Collaborative law

Collaborative lawyers work with you and the other parent to resolve your issues out of court. You each hire a lawyer then all meet to negotiate face-to-face.

The collaborative process involves several steps but is usually quicker and cheaper than going to court.

Choose Collaborative law if...

You can still communicate with the other parent but may have complex legal issues to resolve.


  • everyone is committed to not going to court
  • quicker and less stressful than court
  • you and the other parent set the agenda
  • lawyers are present throughout
  • good for your children to see their parents working together


  • can be an expensive process
  • won't work unless you can trust the other parent and co-operate with them

Collaborative law in practice

Collaborative law in practice - Video on YouTube

Step 1 Hire a lawyer

Both you and the other parent will need to hire your own lawyer. A lawyer can be expensive so ask for a quote or see if they offer a fixed fee. Some lawyers give free 30-minute consultations.

Lawyer rates (per hour)

£110 - £410

Fees may vary depending on your location and the experience of the lawyer. How long you need will depend on your situation.

Step 2 Meet with your lawyer

our lawyer will first want to meet with you to discuss the case. They'll need to know more about your situation and what you want to achieve from the process.

Your lawyer and the other parent's lawyer will then contact each other so they can plan for your first collaborative meeting.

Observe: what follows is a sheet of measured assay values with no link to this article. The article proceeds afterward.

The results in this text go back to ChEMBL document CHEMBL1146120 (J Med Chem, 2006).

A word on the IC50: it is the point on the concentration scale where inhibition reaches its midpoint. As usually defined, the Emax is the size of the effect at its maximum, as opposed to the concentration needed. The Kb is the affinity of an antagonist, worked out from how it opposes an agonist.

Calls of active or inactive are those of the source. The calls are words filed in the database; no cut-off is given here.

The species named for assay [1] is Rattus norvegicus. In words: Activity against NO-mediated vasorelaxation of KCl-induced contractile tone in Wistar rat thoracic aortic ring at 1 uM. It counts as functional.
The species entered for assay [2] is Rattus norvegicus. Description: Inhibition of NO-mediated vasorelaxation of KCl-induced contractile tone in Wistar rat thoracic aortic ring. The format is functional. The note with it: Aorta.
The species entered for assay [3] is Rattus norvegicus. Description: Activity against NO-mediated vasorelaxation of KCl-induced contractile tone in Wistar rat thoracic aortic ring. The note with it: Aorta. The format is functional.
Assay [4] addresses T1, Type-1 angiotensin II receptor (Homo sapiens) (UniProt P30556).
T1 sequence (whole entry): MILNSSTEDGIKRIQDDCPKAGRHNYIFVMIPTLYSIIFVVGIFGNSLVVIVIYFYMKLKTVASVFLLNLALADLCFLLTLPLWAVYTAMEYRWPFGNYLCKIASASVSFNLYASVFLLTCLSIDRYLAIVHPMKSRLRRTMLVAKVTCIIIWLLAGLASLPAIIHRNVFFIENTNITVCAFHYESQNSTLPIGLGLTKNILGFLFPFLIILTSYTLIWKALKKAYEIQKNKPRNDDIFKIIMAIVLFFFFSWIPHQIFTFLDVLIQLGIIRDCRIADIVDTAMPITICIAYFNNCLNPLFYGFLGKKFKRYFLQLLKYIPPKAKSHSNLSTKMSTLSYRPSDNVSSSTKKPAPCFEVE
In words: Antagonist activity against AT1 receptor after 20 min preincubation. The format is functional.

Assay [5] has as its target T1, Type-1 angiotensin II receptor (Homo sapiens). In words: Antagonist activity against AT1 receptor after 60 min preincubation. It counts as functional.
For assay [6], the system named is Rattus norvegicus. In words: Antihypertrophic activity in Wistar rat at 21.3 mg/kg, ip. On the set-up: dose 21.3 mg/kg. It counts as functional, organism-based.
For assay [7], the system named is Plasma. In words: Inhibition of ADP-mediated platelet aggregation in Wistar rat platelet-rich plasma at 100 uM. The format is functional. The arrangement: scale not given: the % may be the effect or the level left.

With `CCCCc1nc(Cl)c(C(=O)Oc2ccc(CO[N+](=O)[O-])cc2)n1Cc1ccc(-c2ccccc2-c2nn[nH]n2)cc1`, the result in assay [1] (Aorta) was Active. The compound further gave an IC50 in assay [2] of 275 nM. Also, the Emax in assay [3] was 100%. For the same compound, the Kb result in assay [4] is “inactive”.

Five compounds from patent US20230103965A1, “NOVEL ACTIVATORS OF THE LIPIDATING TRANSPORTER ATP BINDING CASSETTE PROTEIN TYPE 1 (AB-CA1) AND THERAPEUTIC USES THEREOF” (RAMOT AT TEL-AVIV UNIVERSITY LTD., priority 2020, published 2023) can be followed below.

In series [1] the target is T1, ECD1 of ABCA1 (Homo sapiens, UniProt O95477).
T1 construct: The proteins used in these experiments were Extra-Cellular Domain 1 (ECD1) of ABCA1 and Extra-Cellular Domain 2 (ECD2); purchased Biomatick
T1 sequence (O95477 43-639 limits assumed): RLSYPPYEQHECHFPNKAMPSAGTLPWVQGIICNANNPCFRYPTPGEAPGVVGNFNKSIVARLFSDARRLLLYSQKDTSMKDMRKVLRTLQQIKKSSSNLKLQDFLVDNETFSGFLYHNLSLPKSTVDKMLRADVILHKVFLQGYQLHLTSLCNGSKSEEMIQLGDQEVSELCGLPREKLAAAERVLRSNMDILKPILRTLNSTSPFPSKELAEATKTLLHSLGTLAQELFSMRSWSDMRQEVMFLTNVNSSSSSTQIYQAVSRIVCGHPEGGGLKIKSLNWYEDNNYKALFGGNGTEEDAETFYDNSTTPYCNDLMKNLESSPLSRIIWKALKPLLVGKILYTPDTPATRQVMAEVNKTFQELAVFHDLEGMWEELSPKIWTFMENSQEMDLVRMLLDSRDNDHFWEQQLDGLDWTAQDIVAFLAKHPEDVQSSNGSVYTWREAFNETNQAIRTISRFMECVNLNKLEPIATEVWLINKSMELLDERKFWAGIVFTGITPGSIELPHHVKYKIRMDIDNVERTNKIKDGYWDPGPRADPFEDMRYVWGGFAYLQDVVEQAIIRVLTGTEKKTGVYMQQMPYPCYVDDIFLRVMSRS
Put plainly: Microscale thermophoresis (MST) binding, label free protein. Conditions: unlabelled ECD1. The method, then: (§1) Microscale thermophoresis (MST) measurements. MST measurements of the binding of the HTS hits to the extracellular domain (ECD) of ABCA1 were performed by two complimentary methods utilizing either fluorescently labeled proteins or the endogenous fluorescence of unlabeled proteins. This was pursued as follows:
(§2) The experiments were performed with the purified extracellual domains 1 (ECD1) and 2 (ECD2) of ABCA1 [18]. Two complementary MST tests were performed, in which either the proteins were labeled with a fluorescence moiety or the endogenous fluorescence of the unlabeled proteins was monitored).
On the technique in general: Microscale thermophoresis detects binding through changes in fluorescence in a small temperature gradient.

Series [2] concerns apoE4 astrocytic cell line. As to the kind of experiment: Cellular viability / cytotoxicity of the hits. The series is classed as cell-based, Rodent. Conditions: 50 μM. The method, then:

Step 3 Attend first meeting

At the first meeting everyone must sign a contract that commits both parties to resolving the issues out of court.

The contract also states that if the case does go to court both you and the other parent must hire new lawyers. This means it's in everyone's interests to make sure the negotiations don't break down.

Before you start to negotiate your lawyers will ask you and the other parent to share your priorities and concerns.

Step 4 Sign the agreement or set a date for next meeting

Collaborative law is a flexible process so how many meetings you'll need to reach an agreement will depend on your situation.

If you agree at the first meeting

Your lawyers will write down what's been agreed in a document. The document isn't legally binding but both you and the other parent will need to sign it.

If you want to make the document legally binding you can ask your lawyers to draft a consent order. This isn't usually necessary but ask your lawyer for advice.

If there's no agreement at the first meeting

You and the other parent must meet with your lawyers to discuss the unresolved issues. A date is then set for a second meeting.

If there's still no agreement

If it looks like you won't be able to reach an agreement, you and the other parent may need to consider going to court.